There may be other aspects to humour, though, where older adults hold the advantage. Wisdom is a form of reasoning that increases with age and is correlated with subjective well-being. Humour is linked with wisdom – a wise person knows how to use humour or when to laugh at oneself.

Additionally, intuition is a form of decision-making that may develop with the expertise and experience that come with ageing. Like humour, intuition is enjoying a bit of a renaissance within psychology research now that it’s been re-framed as a major form of reasoning. Intuition aids humour in schema formation and incongruity resolution, and we perceive and appreciate humour more through speedy first impressions rather than logical analysis. 

Travelling through time

It’s a uniquely human ability to parse time, to reflect on our past, present and future, and to imagine details in these mental representations. As with humour, time perspective is fundamental to human experience. Our ability to enjoy humour is enmeshed with this mental capacity for time travel and subjective well-being.

People vary greatly in the ability to detail their mental representations of the past, present and future. For example, some people may have what psychologists call a negative past perspective – frequently thinking about bygone mistakes that don’t have anything to do with the present environment, even reliving them in vivid detail despite the present or future being positive.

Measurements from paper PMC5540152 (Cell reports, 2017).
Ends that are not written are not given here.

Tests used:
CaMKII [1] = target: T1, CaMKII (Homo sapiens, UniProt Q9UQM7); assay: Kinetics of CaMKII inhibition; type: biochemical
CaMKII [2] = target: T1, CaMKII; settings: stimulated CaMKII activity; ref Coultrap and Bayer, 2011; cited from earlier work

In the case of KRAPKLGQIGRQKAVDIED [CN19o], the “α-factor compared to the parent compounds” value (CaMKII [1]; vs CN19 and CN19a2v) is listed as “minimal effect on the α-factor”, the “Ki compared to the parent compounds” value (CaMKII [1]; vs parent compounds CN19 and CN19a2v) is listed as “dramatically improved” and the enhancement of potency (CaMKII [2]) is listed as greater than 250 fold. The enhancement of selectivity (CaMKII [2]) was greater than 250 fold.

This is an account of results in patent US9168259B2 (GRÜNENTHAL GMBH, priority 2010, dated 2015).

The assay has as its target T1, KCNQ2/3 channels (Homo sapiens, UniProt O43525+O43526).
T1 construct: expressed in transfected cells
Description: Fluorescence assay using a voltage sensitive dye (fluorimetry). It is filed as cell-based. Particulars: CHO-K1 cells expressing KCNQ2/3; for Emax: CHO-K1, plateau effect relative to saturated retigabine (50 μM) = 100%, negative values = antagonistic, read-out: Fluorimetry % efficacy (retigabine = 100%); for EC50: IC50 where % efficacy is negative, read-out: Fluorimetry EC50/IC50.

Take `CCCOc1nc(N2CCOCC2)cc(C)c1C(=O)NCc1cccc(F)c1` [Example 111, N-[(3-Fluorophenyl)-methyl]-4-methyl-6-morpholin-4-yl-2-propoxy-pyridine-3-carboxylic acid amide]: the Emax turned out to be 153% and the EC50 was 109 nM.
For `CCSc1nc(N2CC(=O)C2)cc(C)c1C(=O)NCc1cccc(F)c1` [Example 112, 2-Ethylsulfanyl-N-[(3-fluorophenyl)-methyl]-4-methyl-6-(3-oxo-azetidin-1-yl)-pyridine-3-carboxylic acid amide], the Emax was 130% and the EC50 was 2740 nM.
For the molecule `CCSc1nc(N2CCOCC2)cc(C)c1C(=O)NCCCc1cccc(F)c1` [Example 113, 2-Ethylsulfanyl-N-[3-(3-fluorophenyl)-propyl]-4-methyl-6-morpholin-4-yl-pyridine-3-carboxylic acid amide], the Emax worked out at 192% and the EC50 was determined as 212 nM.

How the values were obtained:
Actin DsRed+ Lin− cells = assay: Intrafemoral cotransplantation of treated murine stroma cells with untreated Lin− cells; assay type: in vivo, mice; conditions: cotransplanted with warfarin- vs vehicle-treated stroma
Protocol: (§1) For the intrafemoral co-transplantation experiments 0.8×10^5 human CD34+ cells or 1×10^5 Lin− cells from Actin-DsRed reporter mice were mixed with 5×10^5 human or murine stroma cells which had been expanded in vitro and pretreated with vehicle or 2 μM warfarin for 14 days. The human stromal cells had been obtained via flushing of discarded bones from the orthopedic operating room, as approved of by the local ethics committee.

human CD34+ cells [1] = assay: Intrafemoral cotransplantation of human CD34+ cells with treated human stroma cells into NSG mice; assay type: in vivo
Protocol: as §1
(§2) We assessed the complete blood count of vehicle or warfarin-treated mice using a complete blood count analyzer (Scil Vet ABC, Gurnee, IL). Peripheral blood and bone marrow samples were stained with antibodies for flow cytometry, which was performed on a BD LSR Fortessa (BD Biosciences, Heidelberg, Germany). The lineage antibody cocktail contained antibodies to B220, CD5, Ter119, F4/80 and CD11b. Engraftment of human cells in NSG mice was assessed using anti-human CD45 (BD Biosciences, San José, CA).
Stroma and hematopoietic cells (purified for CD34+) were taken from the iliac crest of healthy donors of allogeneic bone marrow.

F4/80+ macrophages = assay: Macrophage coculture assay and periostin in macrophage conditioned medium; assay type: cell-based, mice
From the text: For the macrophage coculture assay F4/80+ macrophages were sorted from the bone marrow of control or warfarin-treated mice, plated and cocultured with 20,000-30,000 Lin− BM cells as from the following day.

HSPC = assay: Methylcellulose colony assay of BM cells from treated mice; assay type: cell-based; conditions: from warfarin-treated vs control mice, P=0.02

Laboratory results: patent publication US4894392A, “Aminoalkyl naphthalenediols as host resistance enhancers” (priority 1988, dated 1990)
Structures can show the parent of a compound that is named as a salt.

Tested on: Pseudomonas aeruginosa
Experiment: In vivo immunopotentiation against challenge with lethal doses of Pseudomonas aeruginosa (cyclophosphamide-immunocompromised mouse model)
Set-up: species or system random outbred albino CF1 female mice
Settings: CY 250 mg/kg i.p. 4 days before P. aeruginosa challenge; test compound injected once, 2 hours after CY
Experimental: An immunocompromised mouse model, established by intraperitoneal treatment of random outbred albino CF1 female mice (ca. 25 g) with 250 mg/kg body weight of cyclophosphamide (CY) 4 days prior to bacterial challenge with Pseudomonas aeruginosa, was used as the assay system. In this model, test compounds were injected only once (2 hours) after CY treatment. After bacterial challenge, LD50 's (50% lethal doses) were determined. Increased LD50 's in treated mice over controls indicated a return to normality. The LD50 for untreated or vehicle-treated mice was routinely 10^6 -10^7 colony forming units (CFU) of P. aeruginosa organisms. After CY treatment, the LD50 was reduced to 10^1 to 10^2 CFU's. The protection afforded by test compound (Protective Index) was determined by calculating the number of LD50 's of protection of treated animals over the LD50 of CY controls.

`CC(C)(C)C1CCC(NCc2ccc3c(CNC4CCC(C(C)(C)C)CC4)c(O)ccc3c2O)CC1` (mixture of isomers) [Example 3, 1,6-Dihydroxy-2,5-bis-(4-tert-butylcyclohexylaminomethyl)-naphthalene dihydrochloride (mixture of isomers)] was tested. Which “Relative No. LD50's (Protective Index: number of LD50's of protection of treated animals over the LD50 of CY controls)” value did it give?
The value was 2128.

Time perspective is related to feelings of well-being. People report a greater sense of well-being depending on the quality of the details of their past or present recollections. When study participants focused on “how” details, which tend to elicit vivid details, they were more satisfied with life than when they focused on “why,” which tend to elicit abstract ideas. For example, when remembering a failed relationship, those focusing on events that led to the breakup were more satisfied than those dwelling on abstract causal explanations concerning love and intimacy.